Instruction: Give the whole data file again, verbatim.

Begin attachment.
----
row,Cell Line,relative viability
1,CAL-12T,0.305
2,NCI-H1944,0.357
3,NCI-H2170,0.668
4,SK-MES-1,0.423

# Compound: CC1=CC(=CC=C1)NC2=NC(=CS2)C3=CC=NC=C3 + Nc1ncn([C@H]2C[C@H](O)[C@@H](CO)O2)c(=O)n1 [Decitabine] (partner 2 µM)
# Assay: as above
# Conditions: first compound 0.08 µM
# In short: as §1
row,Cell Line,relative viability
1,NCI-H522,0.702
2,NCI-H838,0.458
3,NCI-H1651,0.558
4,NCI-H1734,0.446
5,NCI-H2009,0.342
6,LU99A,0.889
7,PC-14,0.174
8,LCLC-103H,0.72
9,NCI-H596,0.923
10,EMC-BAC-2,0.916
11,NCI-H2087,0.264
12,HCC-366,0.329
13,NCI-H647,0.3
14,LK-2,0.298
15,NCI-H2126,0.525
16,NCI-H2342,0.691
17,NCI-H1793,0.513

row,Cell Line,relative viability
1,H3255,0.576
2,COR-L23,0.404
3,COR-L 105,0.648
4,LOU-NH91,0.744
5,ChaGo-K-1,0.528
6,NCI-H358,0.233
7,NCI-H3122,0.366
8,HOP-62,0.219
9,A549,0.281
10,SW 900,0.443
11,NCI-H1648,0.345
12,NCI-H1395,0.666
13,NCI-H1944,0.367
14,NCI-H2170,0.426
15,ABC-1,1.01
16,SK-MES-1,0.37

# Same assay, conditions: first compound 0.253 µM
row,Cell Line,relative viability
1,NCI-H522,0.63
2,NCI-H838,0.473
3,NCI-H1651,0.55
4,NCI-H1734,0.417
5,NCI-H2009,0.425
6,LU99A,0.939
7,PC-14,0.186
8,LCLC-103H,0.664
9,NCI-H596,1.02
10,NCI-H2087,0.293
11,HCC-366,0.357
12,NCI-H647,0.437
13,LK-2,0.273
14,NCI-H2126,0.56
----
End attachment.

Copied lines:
row,Cell Line,relative viability
1,CAL-12T,0.305
2,NCI-H1944,0.357
3,NCI-H2170,0.668
4,SK-MES-1,0.423

# Compound: CC1=CC(=CC=C1)NC2=NC(=CS2)C3=CC=NC=C3 + Nc1ncn([C@H]2C[C@H](O)[C@@H](CO)O2)c(=O)n1 [Decitabine] (partner 2 µM)
# Assay: as above
# Conditions: first compound 0.08 µM
# In short: as §1
row,Cell Line,relative viability
1,NCI-H522,0.702
2,NCI-H838,0.458
3,NCI-H1651,0.558
4,NCI-H1734,0.446
5,NCI-H2009,0.342
6,LU99A,0.889
7,PC-14,0.174
8,LCLC-103H,0.72
9,NCI-H596,0.923
10,EMC-BAC-2,0.916
11,NCI-H2087,0.264
12,HCC-366,0.329
13,NCI-H647,0.3
14,LK-2,0.298
15,NCI-H2126,0.525
16,NCI-H2342,0.691
17,NCI-H1793,0.513

row,Cell Line,relative viability
1,H3255,0.576
2,COR-L23,0.404
3,COR-L 105,0.648
4,LOU-NH91,0.744
5,ChaGo-K-1,0.528
6,NCI-H358,0.233
7,NCI-H3122,0.366
8,HOP-62,0.219
9,A549,0.281
10,SW 900,0.443
11,NCI-H1648,0.345
12,NCI-H1395,0.666
13,NCI-H1944,0.367
14,NCI-H2170,0.426
15,ABC-1,1.01
16,SK-MES-1,0.37

# Same assay, conditions: first compound 0.253 µM
row,Cell Line,relative viability
1,NCI-H522,0.63
2,NCI-H838,0.473
3,NCI-H1651,0.55
4,NCI-H1734,0.417
5,NCI-H2009,0.425
6,LU99A,0.939
7,PC-14,0.186
8,LCLC-103H,0.664
9,NCI-H596,1.02
10,NCI-H2087,0.293
11,HCC-366,0.357
12,NCI-H647,0.437
13,LK-2,0.273
14,NCI-H2126,0.56